Directed by Pascal Thiebaux & Gil Pinheiro
In everybody's mind, the little mouse (or Tooth Fairy) is a benevolent and generous character... What if it isn't ? What if it is actually a neurotic psychopath obsessing about its collection of dental trophies? If a tooth is missing, it must be replaced. By any means necessary...

Mayhem Film Festival (Horror, Scifi & Cult Cinema) is held in Nottingham at the Broadway Cinema from 13th to 16th October. Check out the Mayhem website HERE to find out more info on films, tickets and more.

Friday 9 September 2016

Fright Meter Awards 2016 Short Horror Film Press Release

It's that time of year again! Part of my responsibilities as a senior committee member of the Fright Meter Awards is to find short horror films for the "Short Film" category. So, any film makers out there got a short horror film? Read on for the details...

From the Press Release:

The Fright Meter Awards Organisation is seeking submissions to be considered for the “Best Short Film” award.  To be eligible, the short film must be submitted to a film festival or available on social media outlets such as YouTube, Vimeo etc. between December 1st, 2015 and November 30th, 2016 and be available for the Fright Meter Awards Committee to view.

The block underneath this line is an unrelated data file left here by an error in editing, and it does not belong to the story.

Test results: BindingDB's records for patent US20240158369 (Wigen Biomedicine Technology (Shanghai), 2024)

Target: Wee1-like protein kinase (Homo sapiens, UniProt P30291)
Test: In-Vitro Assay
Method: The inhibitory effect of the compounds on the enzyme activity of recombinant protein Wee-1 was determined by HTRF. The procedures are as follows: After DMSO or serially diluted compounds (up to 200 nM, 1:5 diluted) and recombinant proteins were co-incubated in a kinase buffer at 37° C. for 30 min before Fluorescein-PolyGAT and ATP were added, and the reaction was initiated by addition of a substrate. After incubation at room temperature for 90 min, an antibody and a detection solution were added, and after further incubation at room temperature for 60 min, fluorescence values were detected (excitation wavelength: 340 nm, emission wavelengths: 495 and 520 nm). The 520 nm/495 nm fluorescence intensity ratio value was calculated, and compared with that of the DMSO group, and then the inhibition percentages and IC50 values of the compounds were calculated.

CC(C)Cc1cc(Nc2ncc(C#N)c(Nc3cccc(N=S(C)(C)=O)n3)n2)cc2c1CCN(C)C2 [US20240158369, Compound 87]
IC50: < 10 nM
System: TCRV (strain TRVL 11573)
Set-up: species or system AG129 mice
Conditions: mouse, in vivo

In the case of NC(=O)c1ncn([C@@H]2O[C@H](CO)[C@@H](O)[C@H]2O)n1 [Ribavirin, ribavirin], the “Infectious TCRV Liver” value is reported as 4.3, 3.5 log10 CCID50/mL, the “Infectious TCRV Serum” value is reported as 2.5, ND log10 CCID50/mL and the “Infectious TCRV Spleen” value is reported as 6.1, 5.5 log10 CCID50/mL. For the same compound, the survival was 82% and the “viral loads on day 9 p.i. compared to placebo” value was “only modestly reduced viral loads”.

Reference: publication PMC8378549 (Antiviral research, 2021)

Now in its ninth year, The Fright Meter Awards are presented annually by the Fright Meter Awards Organisation, dedicated solely to honouring and recognising excellence within the horror genre. The nominations and winners are determined by members of the Fright Meter Awards Committee.  Past winners of the Fright Meter Award include John Cusack, Chloe Grace Moretz, Rutger Hauer, and Marcia Gay Harden.

The Fright Meter Award Committee consists of horror fans, bloggers, actors, producers, directors, and others involved in the industry. The aim is to select and nominate worthy films regardless of budget, means of release, or popularity. The Fright Meter Awards Organisation intends to make the Fright Meter Award one of the most prestigious horror awards given.

If you are interested in having your short film considered, please contact us.
Individuals can visit www.frightmeterawards.com for more information about the organisation.

Michael “Mad Mike” Nagy - Senior Committee Member

Troy Escamilla - President

Fright Meter Awards Organisation

Mayhem Film Festival 2016 Full Line Up

Autumn is nearly upon us! My favorite month October brings 3 awesome things, in this order of time... 1- My birthday. 2- Mayhem Horror Film Festival. 3- Halloween.

The annoucement came in today, via the magic of the internet, of the line up for this year's Mayhem Film Festival which is held at the Broadway Cinema in Nottingham.